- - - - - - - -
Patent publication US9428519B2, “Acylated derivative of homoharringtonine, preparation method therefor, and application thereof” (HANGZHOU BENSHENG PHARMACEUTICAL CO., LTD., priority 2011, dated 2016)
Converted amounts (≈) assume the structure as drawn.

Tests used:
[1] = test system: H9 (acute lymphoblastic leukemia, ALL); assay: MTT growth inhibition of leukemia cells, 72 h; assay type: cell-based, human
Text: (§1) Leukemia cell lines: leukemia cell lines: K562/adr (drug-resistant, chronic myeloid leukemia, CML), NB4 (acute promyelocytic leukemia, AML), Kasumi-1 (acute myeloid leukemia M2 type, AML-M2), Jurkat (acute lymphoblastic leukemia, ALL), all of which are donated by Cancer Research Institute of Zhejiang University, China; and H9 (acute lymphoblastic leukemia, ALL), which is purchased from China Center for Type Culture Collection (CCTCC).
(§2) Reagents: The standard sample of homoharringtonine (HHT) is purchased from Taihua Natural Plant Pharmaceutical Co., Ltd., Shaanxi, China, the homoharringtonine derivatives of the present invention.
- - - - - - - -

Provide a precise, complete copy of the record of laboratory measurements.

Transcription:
Patent publication US9428519B2, “Acylated derivative of homoharringtonine, preparation method therefor, and application thereof” (HANGZHOU BENSHENG PHARMACEUTICAL CO., LTD., priority 2011, dated 2016)
Converted amounts (≈) assume the structure as drawn.

Tests used:
[1] = test system: H9 (acute lymphoblastic leukemia, ALL); assay: MTT growth inhibition of leukemia cells, 72 h; assay type: cell-based, human
Text: (§1) Leukemia cell lines: leukemia cell lines: K562/adr (drug-resistant, chronic myeloid leukemia, CML), NB4 (acute promyelocytic leukemia, AML), Kasumi-1 (acute myeloid leukemia M2 type, AML-M2), Jurkat (acute lymphoblastic leukemia, ALL), all of which are donated by Cancer Research Institute of Zhejiang University, China; and H9 (acute lymphoblastic leukemia, ALL), which is purchased from China Center for Type Culture Collection (CCTCC).
(§2) Reagents: The standard sample of homoharringtonine (HHT) is purchased from Taihua Natural Plant Pharmaceutical Co., Ltd., Shaanxi, China, the homoharringtonine derivatives of the present invention.